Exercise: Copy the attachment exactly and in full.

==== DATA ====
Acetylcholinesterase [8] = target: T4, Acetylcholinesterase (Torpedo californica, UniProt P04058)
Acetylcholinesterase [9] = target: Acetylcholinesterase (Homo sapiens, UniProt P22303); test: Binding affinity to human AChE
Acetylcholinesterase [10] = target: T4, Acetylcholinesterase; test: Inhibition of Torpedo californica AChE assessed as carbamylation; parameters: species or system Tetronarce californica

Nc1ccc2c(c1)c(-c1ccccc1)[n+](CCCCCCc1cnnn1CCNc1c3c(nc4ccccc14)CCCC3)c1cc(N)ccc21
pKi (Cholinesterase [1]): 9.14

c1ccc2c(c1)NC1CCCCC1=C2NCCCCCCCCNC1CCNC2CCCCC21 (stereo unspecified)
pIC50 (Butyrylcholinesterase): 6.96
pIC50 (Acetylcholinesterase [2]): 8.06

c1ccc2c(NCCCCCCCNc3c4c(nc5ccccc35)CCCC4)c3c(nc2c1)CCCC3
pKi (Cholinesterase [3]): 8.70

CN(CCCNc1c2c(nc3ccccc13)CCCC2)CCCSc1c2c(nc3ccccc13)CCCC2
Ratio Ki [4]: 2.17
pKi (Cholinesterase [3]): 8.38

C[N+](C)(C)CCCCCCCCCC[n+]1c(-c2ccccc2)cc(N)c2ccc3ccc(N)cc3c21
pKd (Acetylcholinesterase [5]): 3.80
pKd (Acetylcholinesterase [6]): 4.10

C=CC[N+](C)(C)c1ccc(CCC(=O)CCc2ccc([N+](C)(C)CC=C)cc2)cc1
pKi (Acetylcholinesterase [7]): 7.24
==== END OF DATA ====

Acetylcholinesterase [8] = target: T4, Acetylcholinesterase (Torpedo californica, UniProt P04058)
Acetylcholinesterase [9] = target: Acetylcholinesterase (Homo sapiens, UniProt P22303); test: Binding affinity to human AChE
Acetylcholinesterase [10] = target: T4, Acetylcholinesterase; test: Inhibition of Torpedo californica AChE assessed as carbamylation; parameters: species or system Tetronarce californica

Nc1ccc2c(c1)c(-c1ccccc1)[n+](CCCCCCc1cnnn1CCNc1c3c(nc4ccccc14)CCCC3)c1cc(N)ccc21
pKi (Cholinesterase [1]): 9.14

c1ccc2c(c1)NC1CCCCC1=C2NCCCCCCCCNC1CCNC2CCCCC21 (stereo unspecified)
pIC50 (Butyrylcholinesterase): 6.96
pIC50 (Acetylcholinesterase [2]): 8.06

c1ccc2c(NCCCCCCCNc3c4c(nc5ccccc35)CCCC4)c3c(nc2c1)CCCC3
pKi (Cholinesterase [3]): 8.70

CN(CCCNc1c2c(nc3ccccc13)CCCC2)CCCSc1c2c(nc3ccccc13)CCCC2
Ratio Ki [4]: 2.17
pKi (Cholinesterase [3]): 8.38

C[N+](C)(C)CCCCCCCCCC[n+]1c(-c2ccccc2)cc(N)c2ccc3ccc(N)cc3c21
pKd (Acetylcholinesterase [5]): 3.80
pKd (Acetylcholinesterase [6]): 4.10

C=CC[N+](C)(C)c1ccc(CCC(=O)CCc2ccc([N+](C)(C)CC=C)cc2)cc1
pKi (Acetylcholinesterase [7]): 7.24